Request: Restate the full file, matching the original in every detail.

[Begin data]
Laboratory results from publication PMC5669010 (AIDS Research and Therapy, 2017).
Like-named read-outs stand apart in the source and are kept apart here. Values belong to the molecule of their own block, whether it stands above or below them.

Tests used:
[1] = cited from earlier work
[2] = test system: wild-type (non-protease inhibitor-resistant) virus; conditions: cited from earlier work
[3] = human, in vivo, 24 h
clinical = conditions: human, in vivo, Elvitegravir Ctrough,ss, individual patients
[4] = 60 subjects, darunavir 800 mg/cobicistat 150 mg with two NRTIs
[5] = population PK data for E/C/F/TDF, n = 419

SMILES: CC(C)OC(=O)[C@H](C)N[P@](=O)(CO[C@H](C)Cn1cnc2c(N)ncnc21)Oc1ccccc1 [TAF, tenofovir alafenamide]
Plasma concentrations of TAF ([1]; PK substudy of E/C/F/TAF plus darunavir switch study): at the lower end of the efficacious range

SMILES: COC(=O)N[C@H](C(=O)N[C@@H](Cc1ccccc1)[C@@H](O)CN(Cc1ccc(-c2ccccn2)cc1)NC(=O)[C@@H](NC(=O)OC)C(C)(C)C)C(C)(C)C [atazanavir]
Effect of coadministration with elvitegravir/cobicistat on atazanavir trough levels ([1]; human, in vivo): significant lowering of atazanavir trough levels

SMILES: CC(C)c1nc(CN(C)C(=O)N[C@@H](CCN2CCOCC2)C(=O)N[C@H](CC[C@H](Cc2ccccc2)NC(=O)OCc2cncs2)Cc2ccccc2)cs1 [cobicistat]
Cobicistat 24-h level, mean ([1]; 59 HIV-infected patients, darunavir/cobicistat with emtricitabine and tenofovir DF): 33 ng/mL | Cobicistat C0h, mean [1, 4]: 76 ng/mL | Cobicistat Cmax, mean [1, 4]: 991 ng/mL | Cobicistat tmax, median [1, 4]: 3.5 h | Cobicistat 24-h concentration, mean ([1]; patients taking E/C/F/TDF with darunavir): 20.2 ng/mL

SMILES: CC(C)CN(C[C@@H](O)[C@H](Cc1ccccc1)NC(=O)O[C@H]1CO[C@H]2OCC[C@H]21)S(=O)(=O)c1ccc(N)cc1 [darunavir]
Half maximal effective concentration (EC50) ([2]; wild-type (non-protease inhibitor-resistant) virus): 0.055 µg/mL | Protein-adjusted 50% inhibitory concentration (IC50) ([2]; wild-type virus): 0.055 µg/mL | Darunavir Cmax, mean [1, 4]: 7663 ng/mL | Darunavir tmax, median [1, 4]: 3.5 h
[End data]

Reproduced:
Laboratory results from publication PMC5669010 (AIDS Research and Therapy, 2017).
Like-named read-outs stand apart in the source and are kept apart here. Values belong to the molecule of their own block, whether it stands above or below them.

Tests used:
[1] = cited from earlier work
[2] = test system: wild-type (non-protease inhibitor-resistant) virus; conditions: cited from earlier work
[3] = human, in vivo, 24 h
clinical = conditions: human, in vivo, Elvitegravir Ctrough,ss, individual patients
[4] = 60 subjects, darunavir 800 mg/cobicistat 150 mg with two NRTIs
[5] = population PK data for E/C/F/TDF, n = 419

SMILES: CC(C)OC(=O)[C@H](C)N[P@](=O)(CO[C@H](C)Cn1cnc2c(N)ncnc21)Oc1ccccc1 [TAF, tenofovir alafenamide]
Plasma concentrations of TAF ([1]; PK substudy of E/C/F/TAF plus darunavir switch study): at the lower end of the efficacious range

SMILES: COC(=O)N[C@H](C(=O)N[C@@H](Cc1ccccc1)[C@@H](O)CN(Cc1ccc(-c2ccccn2)cc1)NC(=O)[C@@H](NC(=O)OC)C(C)(C)C)C(C)(C)C [atazanavir]
Effect of coadministration with elvitegravir/cobicistat on atazanavir trough levels ([1]; human, in vivo): significant lowering of atazanavir trough levels

SMILES: CC(C)c1nc(CN(C)C(=O)N[C@@H](CCN2CCOCC2)C(=O)N[C@H](CC[C@H](Cc2ccccc2)NC(=O)OCc2cncs2)Cc2ccccc2)cs1 [cobicistat]
Cobicistat 24-h level, mean ([1]; 59 HIV-infected patients, darunavir/cobicistat with emtricitabine and tenofovir DF): 33 ng/mL | Cobicistat C0h, mean [1, 4]: 76 ng/mL | Cobicistat Cmax, mean [1, 4]: 991 ng/mL | Cobicistat tmax, median [1, 4]: 3.5 h | Cobicistat 24-h concentration, mean ([1]; patients taking E/C/F/TDF with darunavir): 20.2 ng/mL

SMILES: CC(C)CN(C[C@@H](O)[C@H](Cc1ccccc1)NC(=O)O[C@H]1CO[C@H]2OCC[C@H]21)S(=O)(=O)c1ccc(N)cc1 [darunavir]
Half maximal effective concentration (EC50) ([2]; wild-type (non-protease inhibitor-resistant) virus): 0.055 µg/mL | Protein-adjusted 50% inhibitory concentration (IC50) ([2]; wild-type virus): 0.055 µg/mL | Darunavir Cmax, mean [1, 4]: 7663 ng/mL | Darunavir tmax, median [1, 4]: 3.5 h